The Cal Poly Pomona Philanthropic Foundation will use a recently awarded $40,000 grant to support student research.
The foundation was one of 10 nonprofit organizations awarded funding as part of the 2021 SoCalGas Climate Champions Initiative.
The initiative is an invitation grant program that funds projects that address community climate solutions in Southern California. A total of $400,000 was awarded, with each organization receiving $40,000.
CPP’s Philanthropic Foundation will be using the grant money to fund a student research project titled “Low-Cost Energy Storage Using Repurposed Desalination Salt,” led by its principal investigator, Mechanical Engineering Associate Professor Reza Baghaei Lakeh.
“I found out we won the grant in December 2021,” said Baghaei Lakeh. “I was super excited at that moment. I knew this project was going to be a lot of work, but I was looking forward to what we were about to achieve and felt happy knowing that the grant funded all the resources we needed.”
The team, which includes 20 undergraduate and five graduate CPP students, is working on researching and developing a low-cost energy storage system using repurposed waste produced during desalination. They will design, fabricate, and conduct a field test during a demonstration of the proposed thermal storage system for Water FX, a solar desalination facility in Panoche, California.
During the desalination process, minerals such as salt are removed from a target substance like wastewater. The goal of this is to repurpose the salt collected during desalination and utilize it to store low-cost energy.
The project’s purpose is to address the urgent environmental and economic challenges the desalination industry is facing regarding disposal, Baghaei Lakeh said. Simultaneously, there is also a growing need for low-cost energy storage to pair with an increase in intermittent renewable energy generated through solar and wind.
The grant will help him and his students spread awareness about the importance of low-cost and durable energy storage systems for a future power grid that relies 100 percent on renewable energy. It will also help bring the team’s patent-pending technology outside of the labs at CPP and into the marketplace, Lakeh said.
Rozina Nalbandian, a mechanical graduate student and the project’s lab demonstration committee leader, said participation in the project has expanded her knowledge related to technology and business.
“I learned a considerable amount of thermal design concepts while working on this project,” she said. “I also learned how to use the software ANSYS Fluent, which utilizes computational fluid dynamics, to simulate charge and discharge cycles. Additionally, I was fortunate enough to participate in I-Corps with my team where we gained knowledge on the business aspects of a startup.”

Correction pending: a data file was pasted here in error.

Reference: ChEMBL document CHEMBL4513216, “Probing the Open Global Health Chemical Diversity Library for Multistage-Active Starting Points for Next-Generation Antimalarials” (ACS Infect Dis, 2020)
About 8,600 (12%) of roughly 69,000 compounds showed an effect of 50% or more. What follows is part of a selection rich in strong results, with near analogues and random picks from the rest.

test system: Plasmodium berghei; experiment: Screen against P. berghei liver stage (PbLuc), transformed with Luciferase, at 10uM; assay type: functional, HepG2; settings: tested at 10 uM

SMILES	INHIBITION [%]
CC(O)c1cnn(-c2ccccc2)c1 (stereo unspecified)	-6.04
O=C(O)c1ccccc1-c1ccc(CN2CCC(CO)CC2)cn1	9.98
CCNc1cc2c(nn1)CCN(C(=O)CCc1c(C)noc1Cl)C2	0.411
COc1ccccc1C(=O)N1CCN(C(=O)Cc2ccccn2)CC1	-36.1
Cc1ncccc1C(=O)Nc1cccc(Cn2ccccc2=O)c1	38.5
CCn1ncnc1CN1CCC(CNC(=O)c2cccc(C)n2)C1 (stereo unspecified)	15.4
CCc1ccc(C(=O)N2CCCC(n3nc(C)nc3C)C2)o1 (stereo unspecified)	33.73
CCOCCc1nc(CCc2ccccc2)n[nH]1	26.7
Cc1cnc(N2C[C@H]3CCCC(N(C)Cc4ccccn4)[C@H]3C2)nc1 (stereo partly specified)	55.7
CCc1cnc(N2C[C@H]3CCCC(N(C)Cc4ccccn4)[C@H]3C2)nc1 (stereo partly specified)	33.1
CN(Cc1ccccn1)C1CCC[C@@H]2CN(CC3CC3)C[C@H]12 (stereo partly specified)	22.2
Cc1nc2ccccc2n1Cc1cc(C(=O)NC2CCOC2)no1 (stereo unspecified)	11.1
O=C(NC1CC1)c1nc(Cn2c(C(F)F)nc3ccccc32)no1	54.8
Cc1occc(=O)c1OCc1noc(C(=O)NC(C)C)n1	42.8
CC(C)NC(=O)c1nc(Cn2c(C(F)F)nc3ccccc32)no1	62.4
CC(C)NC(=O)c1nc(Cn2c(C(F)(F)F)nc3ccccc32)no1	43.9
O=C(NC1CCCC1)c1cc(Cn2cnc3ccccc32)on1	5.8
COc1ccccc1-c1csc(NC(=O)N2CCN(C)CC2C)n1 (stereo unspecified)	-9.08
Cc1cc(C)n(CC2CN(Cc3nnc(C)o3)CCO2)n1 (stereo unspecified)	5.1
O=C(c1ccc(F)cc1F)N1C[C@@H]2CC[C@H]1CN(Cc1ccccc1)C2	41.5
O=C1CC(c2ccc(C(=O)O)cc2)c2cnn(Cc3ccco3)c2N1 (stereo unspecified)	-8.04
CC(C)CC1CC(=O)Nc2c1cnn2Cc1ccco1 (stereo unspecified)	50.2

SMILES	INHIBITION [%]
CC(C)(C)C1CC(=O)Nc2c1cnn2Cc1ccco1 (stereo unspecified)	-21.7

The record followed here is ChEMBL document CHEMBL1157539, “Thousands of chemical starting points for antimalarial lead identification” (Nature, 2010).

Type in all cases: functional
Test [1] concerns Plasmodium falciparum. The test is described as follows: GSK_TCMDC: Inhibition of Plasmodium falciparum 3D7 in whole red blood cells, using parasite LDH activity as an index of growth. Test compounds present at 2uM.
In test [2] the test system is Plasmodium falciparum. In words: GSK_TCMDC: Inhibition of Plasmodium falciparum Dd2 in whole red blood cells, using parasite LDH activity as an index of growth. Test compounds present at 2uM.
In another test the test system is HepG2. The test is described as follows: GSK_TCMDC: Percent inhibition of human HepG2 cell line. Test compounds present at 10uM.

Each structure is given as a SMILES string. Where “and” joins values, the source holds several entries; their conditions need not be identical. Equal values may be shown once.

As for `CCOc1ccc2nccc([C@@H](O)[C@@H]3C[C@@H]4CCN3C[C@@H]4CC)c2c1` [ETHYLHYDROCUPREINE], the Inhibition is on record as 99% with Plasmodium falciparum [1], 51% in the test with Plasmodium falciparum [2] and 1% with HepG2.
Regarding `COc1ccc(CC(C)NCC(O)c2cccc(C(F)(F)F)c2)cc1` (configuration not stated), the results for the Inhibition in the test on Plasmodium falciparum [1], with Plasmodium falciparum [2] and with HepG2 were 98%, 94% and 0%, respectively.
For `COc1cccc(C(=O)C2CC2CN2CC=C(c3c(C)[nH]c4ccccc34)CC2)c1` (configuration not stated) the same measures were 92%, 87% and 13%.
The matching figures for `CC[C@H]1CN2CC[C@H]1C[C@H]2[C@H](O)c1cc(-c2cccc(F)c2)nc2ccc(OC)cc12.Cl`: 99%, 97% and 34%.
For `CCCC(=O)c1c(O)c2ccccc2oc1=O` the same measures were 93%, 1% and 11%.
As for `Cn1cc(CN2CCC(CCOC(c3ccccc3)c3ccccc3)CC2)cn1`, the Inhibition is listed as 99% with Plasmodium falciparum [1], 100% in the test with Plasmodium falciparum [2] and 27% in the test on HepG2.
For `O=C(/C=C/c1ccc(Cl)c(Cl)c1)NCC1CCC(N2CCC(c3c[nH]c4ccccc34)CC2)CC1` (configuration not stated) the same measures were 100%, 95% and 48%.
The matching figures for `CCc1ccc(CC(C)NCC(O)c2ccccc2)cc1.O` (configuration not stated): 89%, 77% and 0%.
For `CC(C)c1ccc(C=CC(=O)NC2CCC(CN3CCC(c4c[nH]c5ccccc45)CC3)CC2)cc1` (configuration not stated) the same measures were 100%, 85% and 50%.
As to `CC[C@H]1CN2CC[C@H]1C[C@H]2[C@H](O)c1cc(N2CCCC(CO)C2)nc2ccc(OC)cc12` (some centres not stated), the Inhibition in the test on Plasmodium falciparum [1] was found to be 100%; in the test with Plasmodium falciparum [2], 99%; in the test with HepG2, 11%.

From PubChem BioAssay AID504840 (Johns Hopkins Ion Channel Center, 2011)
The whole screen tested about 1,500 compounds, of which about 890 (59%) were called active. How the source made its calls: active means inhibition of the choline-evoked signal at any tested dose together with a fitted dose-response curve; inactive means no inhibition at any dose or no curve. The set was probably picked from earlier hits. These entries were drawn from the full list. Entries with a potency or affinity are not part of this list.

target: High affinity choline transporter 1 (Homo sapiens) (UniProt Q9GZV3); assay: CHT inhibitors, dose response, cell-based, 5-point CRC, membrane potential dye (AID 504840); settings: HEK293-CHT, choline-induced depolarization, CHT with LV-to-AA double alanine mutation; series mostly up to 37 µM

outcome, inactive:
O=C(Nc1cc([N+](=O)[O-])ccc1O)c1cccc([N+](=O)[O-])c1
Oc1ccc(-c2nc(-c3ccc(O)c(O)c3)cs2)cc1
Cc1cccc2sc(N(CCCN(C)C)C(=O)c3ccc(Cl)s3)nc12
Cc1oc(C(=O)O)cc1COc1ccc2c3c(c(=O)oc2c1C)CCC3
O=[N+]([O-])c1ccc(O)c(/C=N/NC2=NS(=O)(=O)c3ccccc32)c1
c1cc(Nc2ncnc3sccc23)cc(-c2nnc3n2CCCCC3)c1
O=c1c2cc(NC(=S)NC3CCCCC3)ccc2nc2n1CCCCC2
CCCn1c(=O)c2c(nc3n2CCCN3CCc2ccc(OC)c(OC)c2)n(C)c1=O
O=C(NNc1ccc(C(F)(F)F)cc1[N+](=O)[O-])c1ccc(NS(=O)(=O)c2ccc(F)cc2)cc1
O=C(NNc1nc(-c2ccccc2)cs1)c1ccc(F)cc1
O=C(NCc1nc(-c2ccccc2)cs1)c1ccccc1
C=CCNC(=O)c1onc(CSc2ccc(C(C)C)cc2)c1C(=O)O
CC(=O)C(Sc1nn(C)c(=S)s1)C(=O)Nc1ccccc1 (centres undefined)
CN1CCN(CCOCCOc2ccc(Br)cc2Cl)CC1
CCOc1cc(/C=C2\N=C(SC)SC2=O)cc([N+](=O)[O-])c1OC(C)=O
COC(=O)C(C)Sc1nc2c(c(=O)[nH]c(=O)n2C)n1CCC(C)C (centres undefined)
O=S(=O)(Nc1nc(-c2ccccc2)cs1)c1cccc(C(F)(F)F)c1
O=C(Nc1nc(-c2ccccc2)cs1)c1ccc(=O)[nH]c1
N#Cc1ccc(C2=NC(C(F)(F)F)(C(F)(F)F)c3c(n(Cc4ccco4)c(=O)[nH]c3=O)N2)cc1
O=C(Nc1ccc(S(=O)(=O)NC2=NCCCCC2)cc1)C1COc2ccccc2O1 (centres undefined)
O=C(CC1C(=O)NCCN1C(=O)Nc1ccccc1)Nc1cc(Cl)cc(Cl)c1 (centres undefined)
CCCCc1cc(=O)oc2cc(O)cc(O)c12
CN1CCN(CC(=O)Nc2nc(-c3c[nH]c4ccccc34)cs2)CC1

The grant applicants were judged on six criteria: community impact, environmental impact, depth and scale, innovation, safety and reliability, and communities and collaboration.
Strong proposals have broad community impacts across a large population, clearly outline the potential for making positive environmental impacts, and illustrate how a solution can be expanded to deepen its impact, according to those spearheading the initiative.
In addition, successful proposals incorporate novel approaches into climate solutions, offer sustainable and adaptable strategies that are useful for a community over time, especially during extreme weather. Also, solutions must consider the diverse needs of the communities they serve.
Baghaei Lakeh is currently recruiting more undergraduate and graduate students to work on this project. Any CPP students interested in participating may reach out to him via email at email@example.com and include a resumé.
One benefit of participating is that this project can be used as a senior project or as a graduate project/thesis. Participants will also gain plenty of conference paper and poster writing experience.
“It is a great team to be part of, and if you enjoy solving real life puzzles with innovative ideas, then you should definitely look into joining,” said project participant and mechanical engineering graduate student, Tihamer Engel.